I also made one alternate version, with some swords pointing at Kendra. I thought this would help add a bit more drama to the picture, plus visually accentuate her.


In my next post, I’ll show what each of these three illustrations looked like in the cover template, along with some of the color variations we played with.




Workshopping Kendra Kandlestar and the Search for Arazeen

This weekend I did something for the very first time—and that was intensively workshop a piece of my own writing with my students.

To be clear, I always share my work (and my process) during workshops and presentations, but that’s quite a different beast from actually getting students to critically examine a specific piece. But, this term, I have been working with an experienced group of young writers and, as such, we’ve been doing professional workshopping of a different student’s chapter each week. It’s an intimidating process, but I felt my students conducted themselves fairly and professionally. So, when one of my students asked if I would submit my own writing to the group for analysis, I had no choice but to say yes!

I chose to workshop a chapter in my new Kendra Kandlestar book, The Search for Arazeen. In this chapter, there is a critical event that happens in Kendra’s life, and I have to make sure that I get it just right. So, it seemed a natural choice to have besieged by my class.

When the workshop sessions was complete, my students questioned if I was actually going to take their critique seriously and incorporate any of their changes. The answer is “definitely!” They gave me many detailed and astute observations related to logic, sentence flow, and plot structure.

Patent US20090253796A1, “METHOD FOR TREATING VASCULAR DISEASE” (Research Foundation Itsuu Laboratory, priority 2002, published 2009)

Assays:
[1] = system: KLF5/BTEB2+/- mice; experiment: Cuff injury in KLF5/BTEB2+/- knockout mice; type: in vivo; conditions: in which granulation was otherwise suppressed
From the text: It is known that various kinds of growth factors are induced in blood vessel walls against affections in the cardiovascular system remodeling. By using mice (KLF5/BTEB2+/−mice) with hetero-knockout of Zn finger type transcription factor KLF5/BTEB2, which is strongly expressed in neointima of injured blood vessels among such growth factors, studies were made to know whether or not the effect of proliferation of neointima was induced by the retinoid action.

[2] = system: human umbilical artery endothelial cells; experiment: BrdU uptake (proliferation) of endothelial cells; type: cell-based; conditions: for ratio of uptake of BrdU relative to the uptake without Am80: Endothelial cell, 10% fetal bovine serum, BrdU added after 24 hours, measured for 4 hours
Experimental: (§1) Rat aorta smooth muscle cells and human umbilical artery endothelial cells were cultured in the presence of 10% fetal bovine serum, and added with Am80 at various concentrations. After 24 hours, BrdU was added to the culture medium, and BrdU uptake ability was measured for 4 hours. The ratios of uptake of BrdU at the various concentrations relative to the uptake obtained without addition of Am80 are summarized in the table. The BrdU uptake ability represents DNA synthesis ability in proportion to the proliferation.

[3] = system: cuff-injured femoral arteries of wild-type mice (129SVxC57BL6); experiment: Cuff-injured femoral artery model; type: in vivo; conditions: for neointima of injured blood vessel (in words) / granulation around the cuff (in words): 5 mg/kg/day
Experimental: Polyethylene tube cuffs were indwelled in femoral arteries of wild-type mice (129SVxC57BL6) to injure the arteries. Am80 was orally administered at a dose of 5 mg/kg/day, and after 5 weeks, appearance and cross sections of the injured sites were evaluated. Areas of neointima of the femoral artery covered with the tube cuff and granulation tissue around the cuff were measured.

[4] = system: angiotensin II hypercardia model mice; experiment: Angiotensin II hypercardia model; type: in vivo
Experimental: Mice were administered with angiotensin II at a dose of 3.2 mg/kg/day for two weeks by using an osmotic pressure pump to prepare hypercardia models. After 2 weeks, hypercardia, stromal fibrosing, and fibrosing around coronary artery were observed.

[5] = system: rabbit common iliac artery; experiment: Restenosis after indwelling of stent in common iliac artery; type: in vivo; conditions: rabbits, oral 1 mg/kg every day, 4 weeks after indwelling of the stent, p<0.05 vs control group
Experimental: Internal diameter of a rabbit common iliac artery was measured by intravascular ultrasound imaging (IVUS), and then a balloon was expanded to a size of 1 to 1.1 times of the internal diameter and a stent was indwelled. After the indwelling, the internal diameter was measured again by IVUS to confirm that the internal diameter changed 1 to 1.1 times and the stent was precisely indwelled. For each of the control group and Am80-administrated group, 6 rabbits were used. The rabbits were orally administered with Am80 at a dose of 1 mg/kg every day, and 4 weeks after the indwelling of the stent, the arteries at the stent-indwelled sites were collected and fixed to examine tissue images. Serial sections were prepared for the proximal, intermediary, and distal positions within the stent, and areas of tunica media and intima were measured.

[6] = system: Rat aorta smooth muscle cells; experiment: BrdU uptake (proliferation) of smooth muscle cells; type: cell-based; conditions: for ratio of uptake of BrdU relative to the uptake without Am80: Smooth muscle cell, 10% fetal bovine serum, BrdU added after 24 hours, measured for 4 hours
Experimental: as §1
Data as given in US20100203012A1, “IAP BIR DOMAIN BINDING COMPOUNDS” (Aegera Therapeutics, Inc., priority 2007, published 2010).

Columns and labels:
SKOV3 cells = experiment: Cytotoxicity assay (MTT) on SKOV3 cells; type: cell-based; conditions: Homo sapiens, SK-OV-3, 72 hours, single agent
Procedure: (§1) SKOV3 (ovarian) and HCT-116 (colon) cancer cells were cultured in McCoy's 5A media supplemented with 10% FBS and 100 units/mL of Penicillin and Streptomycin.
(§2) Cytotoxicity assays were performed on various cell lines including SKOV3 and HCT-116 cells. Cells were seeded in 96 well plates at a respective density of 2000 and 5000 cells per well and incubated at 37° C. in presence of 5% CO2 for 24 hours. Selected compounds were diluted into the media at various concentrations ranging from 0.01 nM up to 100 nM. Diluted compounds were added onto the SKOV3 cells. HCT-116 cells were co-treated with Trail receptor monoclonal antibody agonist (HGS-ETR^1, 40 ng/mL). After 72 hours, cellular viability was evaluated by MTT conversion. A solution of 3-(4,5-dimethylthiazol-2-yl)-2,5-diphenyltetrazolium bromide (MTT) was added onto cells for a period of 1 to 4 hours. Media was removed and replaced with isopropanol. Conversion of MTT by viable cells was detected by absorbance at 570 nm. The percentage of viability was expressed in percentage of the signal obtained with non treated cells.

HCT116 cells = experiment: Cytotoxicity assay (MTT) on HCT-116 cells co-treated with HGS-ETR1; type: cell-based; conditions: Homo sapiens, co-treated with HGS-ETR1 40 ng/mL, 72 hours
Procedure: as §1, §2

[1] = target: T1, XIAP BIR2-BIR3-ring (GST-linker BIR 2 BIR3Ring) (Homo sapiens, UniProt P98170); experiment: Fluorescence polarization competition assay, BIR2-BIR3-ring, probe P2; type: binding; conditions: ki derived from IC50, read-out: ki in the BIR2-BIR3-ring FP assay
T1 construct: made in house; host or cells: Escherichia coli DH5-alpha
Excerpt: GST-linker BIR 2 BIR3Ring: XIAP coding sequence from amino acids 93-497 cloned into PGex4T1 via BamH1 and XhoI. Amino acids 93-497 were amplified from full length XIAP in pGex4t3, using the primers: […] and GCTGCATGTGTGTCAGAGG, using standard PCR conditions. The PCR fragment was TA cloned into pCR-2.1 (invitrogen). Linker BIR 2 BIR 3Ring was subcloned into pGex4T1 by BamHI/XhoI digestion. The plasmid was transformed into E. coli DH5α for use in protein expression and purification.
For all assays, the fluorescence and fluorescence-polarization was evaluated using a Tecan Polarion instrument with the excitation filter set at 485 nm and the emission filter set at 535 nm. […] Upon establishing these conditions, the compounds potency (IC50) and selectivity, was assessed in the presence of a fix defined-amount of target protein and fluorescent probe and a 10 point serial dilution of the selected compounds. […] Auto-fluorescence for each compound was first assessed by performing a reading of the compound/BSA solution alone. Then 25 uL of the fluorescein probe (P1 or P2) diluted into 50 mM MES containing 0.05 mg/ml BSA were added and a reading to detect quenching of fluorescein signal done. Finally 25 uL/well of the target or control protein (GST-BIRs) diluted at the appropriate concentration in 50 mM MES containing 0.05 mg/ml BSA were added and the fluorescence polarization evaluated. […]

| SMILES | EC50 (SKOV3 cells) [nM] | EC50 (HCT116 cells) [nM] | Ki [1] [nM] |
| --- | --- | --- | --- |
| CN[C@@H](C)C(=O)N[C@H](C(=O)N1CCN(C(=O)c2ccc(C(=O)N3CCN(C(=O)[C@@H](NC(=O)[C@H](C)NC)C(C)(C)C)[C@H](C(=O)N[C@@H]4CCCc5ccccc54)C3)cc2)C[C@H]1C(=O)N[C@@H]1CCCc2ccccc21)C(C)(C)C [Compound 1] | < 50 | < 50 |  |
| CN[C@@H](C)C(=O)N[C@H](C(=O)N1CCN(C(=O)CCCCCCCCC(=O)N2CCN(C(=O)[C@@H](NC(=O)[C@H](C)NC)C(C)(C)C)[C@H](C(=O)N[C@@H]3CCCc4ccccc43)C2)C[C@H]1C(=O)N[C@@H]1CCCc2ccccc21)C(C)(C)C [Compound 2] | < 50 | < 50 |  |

Here’s a snapshot of some of their notes. I included a few illustrations throughout the chapter, which provided them with a nice canvas for doodling!



Scintillating Settings: Tip #3 for improving fictional spaces


I’m at the part of the program with my creative writing students in which I’ve been really pushing them to improve their descriptions. You can check out Tip #1 and Tip #2 in other posts, and here is Tip #3 . . .

Tip 3: Show the setting from a character’s perspective

Like the other tips, I suppose this one might seem kind of obvious. But it’s not always the case with my younger writers, so I like to remind them of this tried and proven technique.

What I tell my students is this: Essentially, our characters are the cameras through which the readers experience our worlds, so describe a new setting through their eyes. Too many times we can default to technical descriptions of settings. While these descriptions might be accurate, they don’t do much for adding emotion to a scene. By describing a setting through a character’s feelings, thoughts, and reactions, we can draw on that excellent notion of showing instead of telling a story